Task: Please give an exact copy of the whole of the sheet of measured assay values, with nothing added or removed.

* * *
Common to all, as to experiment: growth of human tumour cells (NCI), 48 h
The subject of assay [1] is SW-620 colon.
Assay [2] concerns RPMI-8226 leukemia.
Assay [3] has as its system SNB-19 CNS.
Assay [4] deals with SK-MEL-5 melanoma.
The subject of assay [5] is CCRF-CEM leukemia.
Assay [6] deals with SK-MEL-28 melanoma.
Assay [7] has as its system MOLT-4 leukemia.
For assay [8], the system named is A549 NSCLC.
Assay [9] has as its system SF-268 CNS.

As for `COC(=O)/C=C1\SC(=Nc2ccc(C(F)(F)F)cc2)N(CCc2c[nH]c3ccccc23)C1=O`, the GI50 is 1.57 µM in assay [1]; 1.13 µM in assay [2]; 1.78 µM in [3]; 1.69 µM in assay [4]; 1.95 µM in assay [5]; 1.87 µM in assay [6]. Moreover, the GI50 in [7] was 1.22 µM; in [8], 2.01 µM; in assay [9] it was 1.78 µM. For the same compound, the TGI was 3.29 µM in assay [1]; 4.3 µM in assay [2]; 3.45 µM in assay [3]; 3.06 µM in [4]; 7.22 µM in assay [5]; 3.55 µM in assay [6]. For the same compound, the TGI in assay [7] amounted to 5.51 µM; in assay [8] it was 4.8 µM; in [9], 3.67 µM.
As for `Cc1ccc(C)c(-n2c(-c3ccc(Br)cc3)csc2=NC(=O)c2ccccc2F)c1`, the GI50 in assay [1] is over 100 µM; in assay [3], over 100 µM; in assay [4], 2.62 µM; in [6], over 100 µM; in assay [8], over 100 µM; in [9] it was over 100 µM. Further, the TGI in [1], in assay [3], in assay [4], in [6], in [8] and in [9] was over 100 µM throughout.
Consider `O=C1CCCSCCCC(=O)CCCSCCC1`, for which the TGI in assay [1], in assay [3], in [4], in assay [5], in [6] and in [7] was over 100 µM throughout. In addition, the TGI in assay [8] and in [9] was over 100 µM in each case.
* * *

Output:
Common to all, as to experiment: growth of human tumour cells (NCI), 48 h
The subject of assay [1] is SW-620 colon.
Assay [2] concerns RPMI-8226 leukemia.
Assay [3] has as its system SNB-19 CNS.
Assay [4] deals with SK-MEL-5 melanoma.
The subject of assay [5] is CCRF-CEM leukemia.
Assay [6] deals with SK-MEL-28 melanoma.
Assay [7] has as its system MOLT-4 leukemia.
For assay [8], the system named is A549 NSCLC.
Assay [9] has as its system SF-268 CNS.

As for `COC(=O)/C=C1\SC(=Nc2ccc(C(F)(F)F)cc2)N(CCc2c[nH]c3ccccc23)C1=O`, the GI50 is 1.57 µM in assay [1]; 1.13 µM in assay [2]; 1.78 µM in [3]; 1.69 µM in assay [4]; 1.95 µM in assay [5]; 1.87 µM in assay [6]. Moreover, the GI50 in [7] was 1.22 µM; in [8], 2.01 µM; in assay [9] it was 1.78 µM. For the same compound, the TGI was 3.29 µM in assay [1]; 4.3 µM in assay [2]; 3.45 µM in assay [3]; 3.06 µM in [4]; 7.22 µM in assay [5]; 3.55 µM in assay [6]. For the same compound, the TGI in assay [7] amounted to 5.51 µM; in assay [8] it was 4.8 µM; in [9], 3.67 µM.
As for `Cc1ccc(C)c(-n2c(-c3ccc(Br)cc3)csc2=NC(=O)c2ccccc2F)c1`, the GI50 in assay [1] is over 100 µM; in assay [3], over 100 µM; in assay [4], 2.62 µM; in [6], over 100 µM; in assay [8], over 100 µM; in [9] it was over 100 µM. Further, the TGI in [1], in assay [3], in assay [4], in [6], in [8] and in [9] was over 100 µM throughout.
Consider `O=C1CCCSCCCC(=O)CCCSCCC1`, for which the TGI in assay [1], in assay [3], in [4], in assay [5], in [6] and in [7] was over 100 µM throughout. In addition, the TGI in assay [8] and in [9] was over 100 µM in each case.